Emerging-Market Debt Outlook 2024: Turning the Corner

But it’s the fiscal outlook that deserves a closer look. In our analysis, emerging-market fiscal conditions, which have suffered in aggregate during recent years, may begin to recover in 2024, particularly in countries with lower-rated sovereign debt. The fiscal picture should improve for distressed sovereigns like Argentina and Ukraine—welcome news for investors after recent disruptions in lower-rated sovereigns. We also expect several other countries, including Nigeria and Turkey, to follow through with structural reforms. Cleaner fiscal slates could provide better access to debt markets and pave the way for sovereign credit rating upgrades. 

In fact, we forecast fiscal stability or improvement in 2024 for more than 70% of the countries we track in the emerging-market universe. We believe countries that can effectively balance fiscal and monetary policy are likely to outperform. Colombia, Hungary and Indonesia are among the large, liquid sovereigns where fiscal stability and consolidation could provide a market-friendly complement to monetary easing over the year ahead. 

Moderating Headwinds and Growing Tailwinds 

Because China exercises huge sway over emerging markets, much has been made of its economic slowdown as a headwind to emerging-market debt. We think the bellwether nation’s prospects for the coming year are mixed. 

While China’s beleaguered property sector continues to hamper growth, policymakers have stepped up stimulus. That should be enough to make the country’s growth trajectory neither a driver of nor a drag on emerging markets in 2024, in our view. But policymakers’ ongoing efforts will require walking a tightrope, with further policy accommodation needed to maintain a delicate equilibrium. 

There is a silver lining: moderating growth in China provides opportunities for other large emerging-market countries, such as India, to help fill the void. In fact, India tops our 2024 global growth forecasts.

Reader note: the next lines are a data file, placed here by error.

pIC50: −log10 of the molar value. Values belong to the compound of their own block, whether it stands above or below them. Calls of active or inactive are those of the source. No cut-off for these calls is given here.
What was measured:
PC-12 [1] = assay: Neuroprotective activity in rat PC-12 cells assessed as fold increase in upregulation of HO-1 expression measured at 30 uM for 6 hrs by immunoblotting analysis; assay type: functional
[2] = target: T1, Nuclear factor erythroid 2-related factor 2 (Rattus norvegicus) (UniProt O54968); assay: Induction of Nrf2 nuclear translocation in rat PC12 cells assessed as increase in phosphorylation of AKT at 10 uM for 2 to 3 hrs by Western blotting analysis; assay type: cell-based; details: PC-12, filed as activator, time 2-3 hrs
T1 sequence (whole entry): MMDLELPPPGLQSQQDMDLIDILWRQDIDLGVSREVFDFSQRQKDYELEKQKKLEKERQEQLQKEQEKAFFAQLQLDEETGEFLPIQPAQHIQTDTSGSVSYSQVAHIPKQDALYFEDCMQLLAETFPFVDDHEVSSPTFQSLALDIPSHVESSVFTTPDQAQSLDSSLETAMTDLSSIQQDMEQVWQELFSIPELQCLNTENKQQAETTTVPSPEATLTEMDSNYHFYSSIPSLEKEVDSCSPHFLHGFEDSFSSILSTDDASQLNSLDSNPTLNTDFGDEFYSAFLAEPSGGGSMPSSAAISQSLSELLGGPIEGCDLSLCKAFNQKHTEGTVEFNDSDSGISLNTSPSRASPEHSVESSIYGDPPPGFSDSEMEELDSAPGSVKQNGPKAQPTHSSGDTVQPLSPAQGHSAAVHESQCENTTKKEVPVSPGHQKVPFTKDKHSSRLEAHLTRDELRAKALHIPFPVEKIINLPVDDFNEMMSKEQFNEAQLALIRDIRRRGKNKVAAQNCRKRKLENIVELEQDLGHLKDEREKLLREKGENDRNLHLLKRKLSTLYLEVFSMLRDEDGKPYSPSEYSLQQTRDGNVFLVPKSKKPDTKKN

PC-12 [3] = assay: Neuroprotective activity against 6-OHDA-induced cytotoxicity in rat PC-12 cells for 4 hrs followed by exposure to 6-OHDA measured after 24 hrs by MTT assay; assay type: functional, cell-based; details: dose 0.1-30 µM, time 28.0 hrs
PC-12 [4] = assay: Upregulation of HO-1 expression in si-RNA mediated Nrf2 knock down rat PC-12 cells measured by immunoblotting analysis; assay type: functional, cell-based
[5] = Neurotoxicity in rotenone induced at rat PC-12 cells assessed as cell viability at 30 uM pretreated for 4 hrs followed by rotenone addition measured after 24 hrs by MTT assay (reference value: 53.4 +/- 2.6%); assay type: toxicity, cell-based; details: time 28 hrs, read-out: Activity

Meanwhile, technicals have emerged as a growing tailwind for the emerging-market debt sector. Issuance has been well below historical averages for two years running, and corporate net issuance has trended into negative territory. At the same time, the sector has seen major outflows, with 2022 and 2023 suffering the two largest annual outflows on record. 

Limited issuance coupled with significant outflows has resulted in the asset class being under-owned, in our view. Those technical conditions are highly supportive for our outlook in 2024, because inflows have historically followed strong returns. 

Local-Currency Debt: Whither the Dollar?

Local-currency debt is influenced by exchange rates, and the US dollar has looked fundamentally overvalued for some time now, in our analysis. With more accommodative US monetary policy on tap for 2024, we believe this overvaluation will gradually unwind, potentially providing support for emerging-market local bonds. We think this is most likely to occur in the soft-landing scenario we anticipate. 

Either way, the prospects for local-currency assets could once again hinge on the relative strength of the US dollar, which has seen a lot of variation over the past 40 years (Display). 

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